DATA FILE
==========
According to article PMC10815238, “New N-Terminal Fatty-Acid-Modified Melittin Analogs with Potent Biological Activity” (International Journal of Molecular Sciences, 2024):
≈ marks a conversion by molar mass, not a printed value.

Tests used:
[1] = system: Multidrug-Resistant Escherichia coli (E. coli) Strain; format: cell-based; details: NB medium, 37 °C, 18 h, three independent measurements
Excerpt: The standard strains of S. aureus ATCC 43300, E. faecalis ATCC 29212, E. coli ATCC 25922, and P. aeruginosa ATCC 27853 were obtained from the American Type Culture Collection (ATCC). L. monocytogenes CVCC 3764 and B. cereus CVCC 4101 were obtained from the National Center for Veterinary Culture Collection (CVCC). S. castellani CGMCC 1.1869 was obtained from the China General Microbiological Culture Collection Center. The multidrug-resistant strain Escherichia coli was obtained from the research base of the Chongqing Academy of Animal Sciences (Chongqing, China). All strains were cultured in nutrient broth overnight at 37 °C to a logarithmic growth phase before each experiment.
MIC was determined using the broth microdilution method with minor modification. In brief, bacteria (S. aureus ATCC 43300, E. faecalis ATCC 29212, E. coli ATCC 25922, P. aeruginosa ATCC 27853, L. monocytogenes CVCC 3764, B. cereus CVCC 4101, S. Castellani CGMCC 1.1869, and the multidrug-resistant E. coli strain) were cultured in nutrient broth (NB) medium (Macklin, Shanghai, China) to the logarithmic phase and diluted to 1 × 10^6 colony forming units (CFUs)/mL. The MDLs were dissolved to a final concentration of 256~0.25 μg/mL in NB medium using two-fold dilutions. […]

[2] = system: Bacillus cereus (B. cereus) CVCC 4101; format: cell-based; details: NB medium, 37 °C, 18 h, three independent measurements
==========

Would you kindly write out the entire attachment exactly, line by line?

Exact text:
According to article PMC10815238, “New N-Terminal Fatty-Acid-Modified Melittin Analogs with Potent Biological Activity” (International Journal of Molecular Sciences, 2024):
≈ marks a conversion by molar mass, not a printed value.

Tests used:
[1] = system: Multidrug-Resistant Escherichia coli (E. coli) Strain; format: cell-based; details: NB medium, 37 °C, 18 h, three independent measurements
Excerpt: The standard strains of S. aureus ATCC 43300, E. faecalis ATCC 29212, E. coli ATCC 25922, and P. aeruginosa ATCC 27853 were obtained from the American Type Culture Collection (ATCC). L. monocytogenes CVCC 3764 and B. cereus CVCC 4101 were obtained from the National Center for Veterinary Culture Collection (CVCC). S. castellani CGMCC 1.1869 was obtained from the China General Microbiological Culture Collection Center. The multidrug-resistant strain Escherichia coli was obtained from the research base of the Chongqing Academy of Animal Sciences (Chongqing, China). All strains were cultured in nutrient broth overnight at 37 °C to a logarithmic growth phase before each experiment.
MIC was determined using the broth microdilution method with minor modification. In brief, bacteria (S. aureus ATCC 43300, E. faecalis ATCC 29212, E. coli ATCC 25922, P. aeruginosa ATCC 27853, L. monocytogenes CVCC 3764, B. cereus CVCC 4101, S. Castellani CGMCC 1.1869, and the multidrug-resistant E. coli strain) were cultured in nutrient broth (NB) medium (Macklin, Shanghai, China) to the logarithmic phase and diluted to 1 × 10^6 colony forming units (CFUs)/mL. The MDLs were dissolved to a final concentration of 256~0.25 μg/mL in NB medium using two-fold dilutions. […]

[2] = system: Bacillus cereus (B. cereus) CVCC 4101; format: cell-based; details: NB medium, 37 °C, 18 h, three independent measurements